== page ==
The sheer size is awe-inspiring.
SpaceX has reached a milestone in the long journey of getting its Mars-bound Starship rocket off the ground.
A picture uploaded by SpaceX CEO Elon Musk shows off his space company's first Super Heavy booster, a massive 230-foot rocket meant to get Starship, a gargantuan spacecraft in itself, into orbit.
In fact, as Teslarati points out, it's likely the largest rocket booster ever built.
The rocket prototype, dubbed Booster 1, "is a production pathfinder, figuring out how to build and transport 70-meter-tall stage," Musk said in a Thursday tweet. "Booster 2 will fly."
The Super Heavy rocket stage is meant to get Starship off the ground, but return back to Earth for vertical landing not long after liftoff. If you're keeping score, that's very much the same principle as the company's workhorse Falcon 9 boosters.
In fact, Musk's ambitions already go beyond that plan. As he's suggested in the past, SpaceX may attempt to one day catch the Super Heavy booster using a tower with giant arms.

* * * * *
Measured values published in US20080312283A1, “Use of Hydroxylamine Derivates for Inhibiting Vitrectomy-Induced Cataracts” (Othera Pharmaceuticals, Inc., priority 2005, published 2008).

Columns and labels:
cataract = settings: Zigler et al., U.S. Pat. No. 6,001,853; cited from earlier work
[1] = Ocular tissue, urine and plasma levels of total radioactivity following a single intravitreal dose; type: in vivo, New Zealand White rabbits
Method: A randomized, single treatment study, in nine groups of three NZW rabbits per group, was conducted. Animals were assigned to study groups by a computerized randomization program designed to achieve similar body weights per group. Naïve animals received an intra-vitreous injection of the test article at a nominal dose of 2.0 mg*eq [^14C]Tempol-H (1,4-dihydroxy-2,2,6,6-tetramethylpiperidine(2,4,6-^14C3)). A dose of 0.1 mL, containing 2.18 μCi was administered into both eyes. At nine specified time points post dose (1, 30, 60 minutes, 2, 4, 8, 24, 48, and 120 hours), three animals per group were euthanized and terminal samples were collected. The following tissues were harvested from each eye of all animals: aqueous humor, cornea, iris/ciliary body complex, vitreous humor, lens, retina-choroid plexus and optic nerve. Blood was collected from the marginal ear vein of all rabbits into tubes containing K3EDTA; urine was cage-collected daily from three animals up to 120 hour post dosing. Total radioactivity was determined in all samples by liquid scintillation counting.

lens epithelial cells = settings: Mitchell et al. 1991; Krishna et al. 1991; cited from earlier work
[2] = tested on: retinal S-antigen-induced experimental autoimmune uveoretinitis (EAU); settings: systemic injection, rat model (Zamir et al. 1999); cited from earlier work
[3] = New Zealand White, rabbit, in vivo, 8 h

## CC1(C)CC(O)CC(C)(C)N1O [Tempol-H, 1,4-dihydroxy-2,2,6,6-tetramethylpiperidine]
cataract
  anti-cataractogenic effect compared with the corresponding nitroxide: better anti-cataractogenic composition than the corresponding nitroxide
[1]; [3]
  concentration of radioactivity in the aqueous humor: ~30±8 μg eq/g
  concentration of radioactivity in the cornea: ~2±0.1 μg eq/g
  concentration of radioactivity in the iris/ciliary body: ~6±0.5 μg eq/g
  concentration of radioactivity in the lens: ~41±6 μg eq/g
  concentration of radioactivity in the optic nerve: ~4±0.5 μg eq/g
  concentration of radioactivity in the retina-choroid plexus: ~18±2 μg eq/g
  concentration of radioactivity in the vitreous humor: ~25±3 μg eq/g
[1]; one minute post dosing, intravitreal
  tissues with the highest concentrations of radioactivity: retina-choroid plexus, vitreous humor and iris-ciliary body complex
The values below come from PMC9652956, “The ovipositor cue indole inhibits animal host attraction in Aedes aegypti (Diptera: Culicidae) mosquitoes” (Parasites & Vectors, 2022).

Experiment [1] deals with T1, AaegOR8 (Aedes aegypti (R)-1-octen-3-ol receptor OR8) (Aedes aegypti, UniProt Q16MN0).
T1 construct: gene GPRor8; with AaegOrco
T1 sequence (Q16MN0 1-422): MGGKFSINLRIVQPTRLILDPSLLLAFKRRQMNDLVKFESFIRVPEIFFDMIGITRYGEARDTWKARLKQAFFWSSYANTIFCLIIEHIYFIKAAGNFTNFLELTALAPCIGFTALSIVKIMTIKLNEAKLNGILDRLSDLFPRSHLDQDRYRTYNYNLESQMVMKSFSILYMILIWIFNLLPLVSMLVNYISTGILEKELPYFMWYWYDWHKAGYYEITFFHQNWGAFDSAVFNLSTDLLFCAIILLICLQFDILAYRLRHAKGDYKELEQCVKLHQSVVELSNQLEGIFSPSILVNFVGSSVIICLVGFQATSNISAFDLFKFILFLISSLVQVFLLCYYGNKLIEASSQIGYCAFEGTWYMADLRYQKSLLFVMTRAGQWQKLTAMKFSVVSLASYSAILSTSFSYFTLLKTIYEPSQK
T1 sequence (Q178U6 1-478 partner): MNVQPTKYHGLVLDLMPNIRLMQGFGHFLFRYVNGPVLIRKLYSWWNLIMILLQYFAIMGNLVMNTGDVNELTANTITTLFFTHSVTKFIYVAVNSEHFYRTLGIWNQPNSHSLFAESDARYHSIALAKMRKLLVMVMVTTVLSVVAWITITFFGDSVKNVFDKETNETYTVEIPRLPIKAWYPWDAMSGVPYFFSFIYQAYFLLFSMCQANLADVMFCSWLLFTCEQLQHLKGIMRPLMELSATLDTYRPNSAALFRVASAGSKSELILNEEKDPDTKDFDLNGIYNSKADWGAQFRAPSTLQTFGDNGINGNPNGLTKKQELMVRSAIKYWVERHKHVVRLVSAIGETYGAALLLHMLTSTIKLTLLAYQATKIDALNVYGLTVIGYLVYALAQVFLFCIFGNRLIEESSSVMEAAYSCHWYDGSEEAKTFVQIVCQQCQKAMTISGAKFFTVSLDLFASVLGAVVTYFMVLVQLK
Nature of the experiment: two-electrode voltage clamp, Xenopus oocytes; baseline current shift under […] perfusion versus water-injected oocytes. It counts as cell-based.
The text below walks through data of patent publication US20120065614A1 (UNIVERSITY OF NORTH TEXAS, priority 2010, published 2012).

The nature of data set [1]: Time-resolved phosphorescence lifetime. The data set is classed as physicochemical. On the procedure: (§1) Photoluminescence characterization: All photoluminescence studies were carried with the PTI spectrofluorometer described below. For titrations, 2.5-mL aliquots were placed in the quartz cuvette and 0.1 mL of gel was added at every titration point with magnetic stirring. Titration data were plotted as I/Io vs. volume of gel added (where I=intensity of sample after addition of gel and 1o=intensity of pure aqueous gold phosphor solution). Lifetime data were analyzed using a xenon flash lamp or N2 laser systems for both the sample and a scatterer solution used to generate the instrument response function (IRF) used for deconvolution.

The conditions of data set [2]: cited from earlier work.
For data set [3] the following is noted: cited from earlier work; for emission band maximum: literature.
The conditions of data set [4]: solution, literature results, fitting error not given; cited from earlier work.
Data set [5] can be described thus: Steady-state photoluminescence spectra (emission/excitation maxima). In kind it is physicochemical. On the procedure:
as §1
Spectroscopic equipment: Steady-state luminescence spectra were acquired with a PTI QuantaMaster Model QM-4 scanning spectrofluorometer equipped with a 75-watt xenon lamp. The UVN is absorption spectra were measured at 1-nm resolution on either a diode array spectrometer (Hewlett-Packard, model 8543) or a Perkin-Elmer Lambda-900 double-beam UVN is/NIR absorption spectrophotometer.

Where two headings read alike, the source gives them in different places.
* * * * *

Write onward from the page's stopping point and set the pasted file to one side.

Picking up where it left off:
Once Starship reaches the surface of either the Moon or Mars, it won't need as much power to get back home due to thinner atmospheres and reduced gravity.
It's an important moment for the space company, particularly in light of its ambitious timelines. If all goes according to plan, Musk is planning to launch Starship's first orbital test flight as soon as this year — and it'll need a Super Heavy booster to do that.
If recent rumors are to be believed, a third iteration of the Super Heavy booster could launch Starship SN20 to space as soon as this summer.
READ MORE: Elon Musk shows off SpaceX's 1st Starship Super Heavy booster [Space.com]
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